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Introducing Change in Stable Environments

Introducing change to an organization can be very challenging. This is especially true when the organization is quite stable to begin with. For example, if the teams have been working together, on the same product, in the same roles, for years at a stretch, then you are very likely going to find that change may not be received well at all. It’s pretty obvious really. We all get into our comfort zones, learning to do the things we all do best, and we dismiss change with a, “No thanks, I’m just fine. I like it this way. This way works.”

Frankly, from a certain perspective, change can just look like a whole lot of risk, with only marginal reward – if even that. So what do you do if you are someone who is trying to get some change out of a very stable, well established group with no obvious inclination to change? Well, I’m glad you asked:

First, create some instability in the environment. Oh boy, that ought to make you popular! The fact is, that without some sort of instability in the environment, it’s very hard to effect change. Without the instability, there is no perceived need to alter our habits. We need to create a situation where we leave our comfort zones. The best way to do this? Mix things up. Move people between teams. Put them into domains they haven’t worked in before, working with people they haven’t worked with before.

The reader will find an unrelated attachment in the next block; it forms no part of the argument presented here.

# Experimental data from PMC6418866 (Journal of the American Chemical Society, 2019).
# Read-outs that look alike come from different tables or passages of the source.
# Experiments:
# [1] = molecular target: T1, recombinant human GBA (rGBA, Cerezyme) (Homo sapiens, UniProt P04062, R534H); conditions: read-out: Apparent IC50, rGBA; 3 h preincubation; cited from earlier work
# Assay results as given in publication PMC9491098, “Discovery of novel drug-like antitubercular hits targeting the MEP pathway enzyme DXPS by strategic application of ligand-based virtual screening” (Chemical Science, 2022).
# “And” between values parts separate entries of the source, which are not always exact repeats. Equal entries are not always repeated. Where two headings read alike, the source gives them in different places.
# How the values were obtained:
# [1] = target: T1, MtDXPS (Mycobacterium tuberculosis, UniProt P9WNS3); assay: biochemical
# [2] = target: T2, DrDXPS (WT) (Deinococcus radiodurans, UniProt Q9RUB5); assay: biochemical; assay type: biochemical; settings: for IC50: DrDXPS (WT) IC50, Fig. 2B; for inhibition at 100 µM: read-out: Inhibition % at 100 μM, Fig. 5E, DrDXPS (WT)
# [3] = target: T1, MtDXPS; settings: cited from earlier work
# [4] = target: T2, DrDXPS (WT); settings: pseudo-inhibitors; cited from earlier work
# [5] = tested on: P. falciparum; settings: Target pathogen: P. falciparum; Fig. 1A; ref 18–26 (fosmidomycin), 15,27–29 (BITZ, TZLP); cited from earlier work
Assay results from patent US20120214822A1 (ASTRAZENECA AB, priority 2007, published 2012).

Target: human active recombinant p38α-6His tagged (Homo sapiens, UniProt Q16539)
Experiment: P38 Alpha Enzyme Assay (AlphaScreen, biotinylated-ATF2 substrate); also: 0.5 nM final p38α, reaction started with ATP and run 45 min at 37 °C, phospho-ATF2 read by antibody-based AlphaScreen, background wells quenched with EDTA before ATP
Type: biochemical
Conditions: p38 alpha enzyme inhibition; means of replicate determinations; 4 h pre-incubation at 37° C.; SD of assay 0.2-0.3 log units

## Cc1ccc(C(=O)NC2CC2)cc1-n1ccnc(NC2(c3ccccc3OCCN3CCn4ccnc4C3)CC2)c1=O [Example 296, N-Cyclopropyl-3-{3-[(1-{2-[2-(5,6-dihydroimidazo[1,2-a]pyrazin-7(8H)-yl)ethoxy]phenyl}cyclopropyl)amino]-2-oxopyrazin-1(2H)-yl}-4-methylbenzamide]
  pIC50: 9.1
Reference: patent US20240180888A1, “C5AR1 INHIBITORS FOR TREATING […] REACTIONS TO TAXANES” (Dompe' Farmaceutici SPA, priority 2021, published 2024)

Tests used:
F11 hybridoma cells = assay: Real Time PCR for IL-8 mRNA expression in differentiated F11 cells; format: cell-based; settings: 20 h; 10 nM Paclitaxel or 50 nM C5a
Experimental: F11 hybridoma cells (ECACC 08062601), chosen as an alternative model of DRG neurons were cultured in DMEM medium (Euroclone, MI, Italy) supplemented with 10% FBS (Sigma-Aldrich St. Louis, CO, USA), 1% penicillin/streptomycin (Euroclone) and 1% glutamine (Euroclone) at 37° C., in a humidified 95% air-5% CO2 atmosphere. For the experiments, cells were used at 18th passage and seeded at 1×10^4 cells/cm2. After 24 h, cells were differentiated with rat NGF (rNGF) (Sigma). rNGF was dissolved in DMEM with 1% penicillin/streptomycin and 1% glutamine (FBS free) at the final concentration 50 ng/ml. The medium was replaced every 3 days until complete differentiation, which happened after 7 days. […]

Nobody in a stable organization is going to like this, but it may be just what it takes to get people learning again. If we can get them into learning mode, then we can start to experiment with different ways of solving problems, and that’s when new practices look a whole lot more interesting.

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